A collection of 76 proofs of the theorem! From the diverse approaches used by Euclid, Da Vinci, President Garfield, and many others, these proofs are clearly and colorfully illustrated, often accompanied by an interactive Java illustration to further clarify the brief explanations. Incredible as it sounds, this page is far from boring.

**Variation about the mean**
Just what do we mean by “the mean”? This workshop session, developed for K-8 teachers, explores this statistic in depth. Participants work together to investigate the mean as the "balancing point" of a data set and come to understand how to measure variation from the mean.

**Gallery of Data Visualization: The Best and Worst of Statistical Graphics**
This site offers graphical images that represent data from a range of sources (historical events, spread of disease, distribution of resources). The author contrasts the differences between the best and worst graphics by showing how some images communicate data clearly and truthfully, while others misrepresent, lie, or totally fail to "say something." If you are looking for innovative representations of data or examples of misrepresentation, you will find this resource helpful.

## Linear Functions and Equations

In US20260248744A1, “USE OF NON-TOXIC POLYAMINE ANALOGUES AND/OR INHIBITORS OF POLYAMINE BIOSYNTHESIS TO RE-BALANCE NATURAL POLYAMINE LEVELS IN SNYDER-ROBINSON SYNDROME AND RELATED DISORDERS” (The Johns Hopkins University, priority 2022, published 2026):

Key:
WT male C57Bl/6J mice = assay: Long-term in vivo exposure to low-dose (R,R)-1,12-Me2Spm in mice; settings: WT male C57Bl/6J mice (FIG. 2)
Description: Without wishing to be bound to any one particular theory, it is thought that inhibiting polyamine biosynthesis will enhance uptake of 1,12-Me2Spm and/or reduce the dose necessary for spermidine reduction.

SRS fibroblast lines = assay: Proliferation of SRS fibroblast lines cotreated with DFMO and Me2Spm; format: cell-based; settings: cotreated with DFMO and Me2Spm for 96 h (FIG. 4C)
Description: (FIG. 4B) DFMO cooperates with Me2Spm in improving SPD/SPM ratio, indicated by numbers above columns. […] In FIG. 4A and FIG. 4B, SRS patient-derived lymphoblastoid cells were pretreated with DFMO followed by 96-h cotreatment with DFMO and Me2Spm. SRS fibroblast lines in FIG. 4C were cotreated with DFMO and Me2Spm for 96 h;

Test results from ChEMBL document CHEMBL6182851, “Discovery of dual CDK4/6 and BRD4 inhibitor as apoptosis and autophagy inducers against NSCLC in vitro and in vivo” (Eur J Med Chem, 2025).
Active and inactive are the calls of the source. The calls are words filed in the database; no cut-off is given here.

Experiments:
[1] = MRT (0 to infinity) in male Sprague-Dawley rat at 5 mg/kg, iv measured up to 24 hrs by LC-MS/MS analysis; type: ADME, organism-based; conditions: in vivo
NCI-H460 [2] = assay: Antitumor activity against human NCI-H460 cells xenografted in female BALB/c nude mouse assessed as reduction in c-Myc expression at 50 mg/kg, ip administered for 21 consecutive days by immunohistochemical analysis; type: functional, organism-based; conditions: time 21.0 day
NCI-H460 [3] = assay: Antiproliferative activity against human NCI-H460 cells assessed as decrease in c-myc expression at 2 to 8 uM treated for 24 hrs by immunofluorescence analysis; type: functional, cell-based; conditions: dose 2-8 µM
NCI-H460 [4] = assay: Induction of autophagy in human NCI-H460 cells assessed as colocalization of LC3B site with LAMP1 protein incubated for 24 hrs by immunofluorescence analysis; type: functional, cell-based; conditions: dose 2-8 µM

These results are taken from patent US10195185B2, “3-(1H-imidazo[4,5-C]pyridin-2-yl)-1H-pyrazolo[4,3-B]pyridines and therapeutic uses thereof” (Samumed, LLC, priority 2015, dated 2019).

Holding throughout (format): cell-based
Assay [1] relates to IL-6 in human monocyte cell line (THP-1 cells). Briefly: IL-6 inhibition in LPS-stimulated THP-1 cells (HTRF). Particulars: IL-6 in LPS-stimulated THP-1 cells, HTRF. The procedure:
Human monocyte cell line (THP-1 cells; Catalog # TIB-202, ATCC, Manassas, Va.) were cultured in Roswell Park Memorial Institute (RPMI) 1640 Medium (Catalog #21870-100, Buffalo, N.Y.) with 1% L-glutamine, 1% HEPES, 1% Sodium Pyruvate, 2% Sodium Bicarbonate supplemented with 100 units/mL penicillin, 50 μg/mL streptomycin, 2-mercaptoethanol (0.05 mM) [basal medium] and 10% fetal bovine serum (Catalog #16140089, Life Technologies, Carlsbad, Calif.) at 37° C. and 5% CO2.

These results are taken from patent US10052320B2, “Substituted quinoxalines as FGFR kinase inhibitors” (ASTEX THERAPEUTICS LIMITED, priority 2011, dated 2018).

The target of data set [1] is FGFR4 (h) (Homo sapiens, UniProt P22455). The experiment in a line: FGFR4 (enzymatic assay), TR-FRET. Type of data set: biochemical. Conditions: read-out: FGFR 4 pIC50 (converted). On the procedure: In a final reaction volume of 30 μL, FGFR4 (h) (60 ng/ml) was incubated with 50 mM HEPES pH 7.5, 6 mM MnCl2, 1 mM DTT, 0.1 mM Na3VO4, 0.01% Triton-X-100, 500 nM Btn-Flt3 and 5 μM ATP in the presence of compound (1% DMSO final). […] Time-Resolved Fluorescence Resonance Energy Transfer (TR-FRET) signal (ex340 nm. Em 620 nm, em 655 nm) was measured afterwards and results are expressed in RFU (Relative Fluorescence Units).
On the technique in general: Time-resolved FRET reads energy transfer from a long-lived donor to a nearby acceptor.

Students use linear functions, linear equations, and systems of linear equations to represent, analyze, and solve a variety of problems. They recognize a proportion (y/x = k, or y = kx) as a special case of a linear equation of the form y = mx + b, understanding that the constant of proportionality (k) is the slope and the resulting graph is a line through the origin. Students understand that the slope (m) of a line is a constant rate of change, so if the input, or x-coordinate, changes by a specific amount, a, the output, or y-coordinate, changes by the amount ma. Students translate among verbal, tabular, graphical, and algebraic representations of functions (recognizing that tabular and graphical representations are usually only partial representations), and they describe how such aspects of a function as slope and y-intercept appear in different representations. Students solve systems of two linear equations in two variables and relate the systems to pairs of lines that intersect, are parallel, or are the same line, in the plane. Students use linear equations, systems of linear equations, linear functions, and their understanding of the slope of a line to analyze situations and solve problems (NCTM, 2006, p. 20).